Monday, October 5, 2009

Mac & Butter

I had a very ambitious plan for Saturday. I decided to cook like mad. It's been a while since I've spent the day in the kitchen, so I was craving that experience. I intended to achieve the following:
1. Spring Roll Salad with accompanying sauces
2. Pumpkin Curry
3. Homemade butter
4. Ricotta

I woke up at 9 a.m. (a virtuous early hour for me) and headed to the Farmer's Market. As a CSA member, I hadn't gone to the FM this summer. Besides, I didn't have a very high opinion of the FM based on previous experiences there. Though it is somewhat obvious what is locally produced, I found some of the vendors a little shady when I'd ask them about their products. I have reason to distrust them when I see the packaged celery that I could just as easily buy at Kroger or the apples with produce code stickers still attached.

I'd heard that things were different this year and that is absolutely true. It was so nice to see that they now separate the local vendors from the others. There are also vendors selling meat, bread, and dairy. I was very excited about the local dairy and picked up a half-gallon of milk and a quart of cream.

I knew what would become of that lovely cream:


Butter is incredibly easy to make, kids. You just pour the cream in your food processor, crank it to it's highest speed and let it go for 11 minutes. It will change consistency a couple of times, but when it turns into a big lump, well that's butter. Dump it into a fine mesh colander and let it drain for a bit. That's it.

So easy it's ridiculous almost and the resulting butter is so heavenly that when I stuck my pinkie in for a taste, my first inclination was to eat a bowl of it like ice cream. You'll be glad to know that I had just enough self-control not to do that; so I did the next best thing with it...I made Ina's mac and cheese. I had just seen her make it on her show that morning when I came in for a lunch break in my ingredient-gathering mission.

Ina's Mac & Cheese

Ingredients

  • 2 tablespoons unsalted butter
  • Good olive oil
  • 1/2 pound shiitake mushrooms, stems removed and caps sliced 1/2-inch
  • 1/2 pound cremini mushrooms, stems removed and caps sliced 1/2-inch
  • 3 tablespoons cream sherry
  • Kosher salt
  • 1 pound pasta, such as cavatappi
  • 3 ounces white truffle butter (recommended: D'Artagnan) (I used my homemade butter instead)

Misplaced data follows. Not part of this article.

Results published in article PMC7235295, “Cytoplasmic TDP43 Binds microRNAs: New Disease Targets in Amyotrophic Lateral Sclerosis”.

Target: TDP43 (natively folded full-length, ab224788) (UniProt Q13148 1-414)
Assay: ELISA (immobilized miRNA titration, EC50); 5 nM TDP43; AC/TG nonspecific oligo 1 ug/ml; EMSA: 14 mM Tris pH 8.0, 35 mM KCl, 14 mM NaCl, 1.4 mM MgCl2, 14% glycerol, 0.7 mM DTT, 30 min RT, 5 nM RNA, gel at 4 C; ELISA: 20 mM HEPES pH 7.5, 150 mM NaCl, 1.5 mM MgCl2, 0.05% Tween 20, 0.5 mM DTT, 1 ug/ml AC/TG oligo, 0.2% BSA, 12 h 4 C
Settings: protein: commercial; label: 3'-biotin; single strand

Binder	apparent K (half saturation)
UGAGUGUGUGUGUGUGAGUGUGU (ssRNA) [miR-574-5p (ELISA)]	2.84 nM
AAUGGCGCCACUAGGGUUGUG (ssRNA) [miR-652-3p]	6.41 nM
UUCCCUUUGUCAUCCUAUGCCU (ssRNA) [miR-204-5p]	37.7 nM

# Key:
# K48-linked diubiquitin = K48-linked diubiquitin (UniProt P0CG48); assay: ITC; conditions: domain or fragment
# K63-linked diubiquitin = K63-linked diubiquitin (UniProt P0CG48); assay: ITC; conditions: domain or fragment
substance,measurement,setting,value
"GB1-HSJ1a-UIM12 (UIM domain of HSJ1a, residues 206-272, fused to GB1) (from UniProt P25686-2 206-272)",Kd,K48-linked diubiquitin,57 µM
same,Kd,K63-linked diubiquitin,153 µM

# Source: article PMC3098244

• 1/2 cup all-purpose flour
  • 1 quart whole milk, scalded
  • 12 ounces Gruyere cheese, grated (4 cups)
  • 8 ounces extra-sharp Cheddar, grated (2 1/2 to 3 cups)
  • 1 teaspoon freshly ground black pepper
  • 1/2 teaspoon ground nutmeg
  • 2 garlic cloves, chopped
  • 3 tablespoons freshly chopped parsley leaves
  • 1 1/2 cups fresh white bread crumbs (I used some of Mark's homemade bread)

Directions

Preheat the oven to 375 degrees F.

Heat the butter and 2 tablespoons of olive oil in a large (12-inch) saute pan, add the mushrooms, and cook over medium heat for 3 to 5 minutes, until they are tender. Add the sherry and continue to saute for a few more minutes, until the sherry is absorbed. Set aside.

Bring a large pot of water to a boil and add a splash of olive oil and a pinch of salt. Add the pasta and cook for 6 to 8 minutes, until al dente. Drain well.

Meanwhile, melt the truffle butter in a large (4-quart) saucepan and whisk in the flour. Cook for 2 minutes over low heat, stirring constantly with a whisk. Slowly whisk in the hot milk and cook for 2 minutes, stirring constantly with a wooden spoon, until the white sauce is thickened and creamy. Off the heat, add the Gruyere, Cheddar, 1 1/2 tablespoons salt, the pepper, and nutmeg.

Combine the pasta, sauce, and mushrooms in a large bowl and pour them into a 10 by 13 by 2-inch baking dish.

Place the garlic and parsley in the bowl of a food processor fitted with the steel blade and pulse until they're minced. Add the bread crumbs and pulse to combine. Sprinkle the crumbs over the pasta and bake for 35 to 45 minutes, until the sauce is bubbly and the crumbs are golden brown. Serve hot.

There is something that comes over me when I decide to make an Ina recipe. I go a little overboard and buy the pricey stuff. I stood in Kroger staring at the cheese for a freakishly long amount of time trying to decide whether I should spend $20 to get the amount of Gruyere Ina had requested of me. I nearly got a headache and finally decided that one $9 brick of cheese would just have to do. I had a ton of cheddar from Sam's (Cabot brand) and I figured I'd make up the difference with that.

Ina certainly is the direct opposite of Sandra Lee. I loathe that woman almost as much as Anthony Bourdain does, but I have to say Ina could tone it down a little with the expensive ingredients.

Anyway, I made the mac and it was divine:


If you're in the greater Nashville area, please come to my house and take some of it off my hands. It's too much really.

The pumpkin curry and the ricotta didn't happen yet...but they will.

1 comment:

Rachel said...

Could we consider DC to be in the greater Nashville area? I'm thinking you could ship it...